Proposed County Jail: Cost Concerns - KFYRTV.COM - Bismarck, ND - News, Weather, Sports

Proposed County Jail: Cost Concerns

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Yesterday we showed you the problems that overcrowding is causing in the Burleigh and Morton county jails and how the majority of city leaders are hoping a  new 500 bed jail can be the solution.

The shared county jail will have 467 beds when first built and have the capability to house up to 1,000 inmates with expansions.

Supporters say the jail will ensure public safety now, and as the community continues to grow, but those against it say it won't solve any problems, it may just add to them.

The final cost of the proposed joint county jail will total nearly $20 million more than expected, which is forcing Burleigh County Sheriff Pat Heinert to answer some tough questions.

"The $50 million was a cost estimate by a non architect, he was a jail consultant basing it off of square footage costs of what he thought it would at that time, didn't take into account the cost of materials and the cost of labor in our area. He also did not take onto account the renovations and the land development," says Heinert.

An additional $3.5 million is needed for sewage since the proposed site off of Apple Creek Road is undeveloped. Heinert says the new jail will house inmates based on a low, medium or maximum security classification, something the current jails don't have.
And officers will be able to keep a closer eye on inmates.
"Each pod will have a control room in the center of it, and that officer within each pod will control that pod," says Heinert.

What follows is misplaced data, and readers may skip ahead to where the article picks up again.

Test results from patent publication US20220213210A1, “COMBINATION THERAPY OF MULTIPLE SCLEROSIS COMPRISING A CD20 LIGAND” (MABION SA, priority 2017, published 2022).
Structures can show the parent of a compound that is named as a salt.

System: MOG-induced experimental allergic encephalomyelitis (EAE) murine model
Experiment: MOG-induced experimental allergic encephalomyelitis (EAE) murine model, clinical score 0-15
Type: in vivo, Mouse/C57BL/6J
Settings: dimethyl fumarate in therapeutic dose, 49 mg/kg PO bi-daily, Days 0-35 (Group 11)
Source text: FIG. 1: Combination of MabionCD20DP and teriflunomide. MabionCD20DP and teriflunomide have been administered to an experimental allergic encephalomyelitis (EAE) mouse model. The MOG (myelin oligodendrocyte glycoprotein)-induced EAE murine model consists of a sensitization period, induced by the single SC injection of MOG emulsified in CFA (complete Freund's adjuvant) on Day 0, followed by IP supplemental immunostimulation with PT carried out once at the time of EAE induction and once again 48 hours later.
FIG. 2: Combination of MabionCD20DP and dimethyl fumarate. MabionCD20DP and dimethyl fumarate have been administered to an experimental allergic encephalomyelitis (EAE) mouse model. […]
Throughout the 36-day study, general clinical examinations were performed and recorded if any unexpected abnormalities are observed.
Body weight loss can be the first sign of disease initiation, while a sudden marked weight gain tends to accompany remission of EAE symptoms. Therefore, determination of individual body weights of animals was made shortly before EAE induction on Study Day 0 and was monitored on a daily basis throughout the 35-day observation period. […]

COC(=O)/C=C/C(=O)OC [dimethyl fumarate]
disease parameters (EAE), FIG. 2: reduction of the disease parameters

The booking area will have 30 cells to make the incarceration process faster, which gets officers back on the streets quicker. A half cent sales tax increase, imposed by a home rule charter, will pay for the jail, and it will end as soon as the bonds are paid off. Burleigh County will cover 87 percent of the costs and Morton will pick up the remaining 13.

"The intent is to have the facility paid off in less than 10 years but have both counties with the half cent sales tax to end at about the same time," says Heinert.
Mark Armstrong, the only commissioner in both Burleigh and Morton to vote against building the jail, says residents should be wary of a new tax.

"I know there are all these promises about don't worry we're going to sunset it away we're going to use it for the jail then get rid of it we don't know what that future commission is going to do," says Armstrong.
Correctional officers from both counties will be trained to work at the bigger facility under the Burleigh County Sheriffs Department. Morton County Sheriff Dave Shipman says that operational costs will be annually evaluated based on the number of inmates from each county.

Armstrong says voters should keep this in mind.

"If you operate a jail for 50 years your operational cost will dwarf what the brick and mortar costs are. It's the individuals you have to hire that cost you the most money over time," says Armstrong.

Bismarck City Commissioner Mike Seminary says despite the price, he's hoping residents understand the need.

"My sense is that people understand we have a need, and as we continue to grow, and it looks like we're going to have pretty significant growth for quite awhile and opportunities unfortunately that brings a side of our culture and society that we have to deal with in another way," says Seminary.

Commissioners say 30 percent of sales tax collected in the counties comes from visitors. If passed, designs could be completed by November this year, and consultants say lock downs could begin by January of 2017.

Voters will head to the polls to either accept or reject the jail on June 10. You can check out the plans for yourself at
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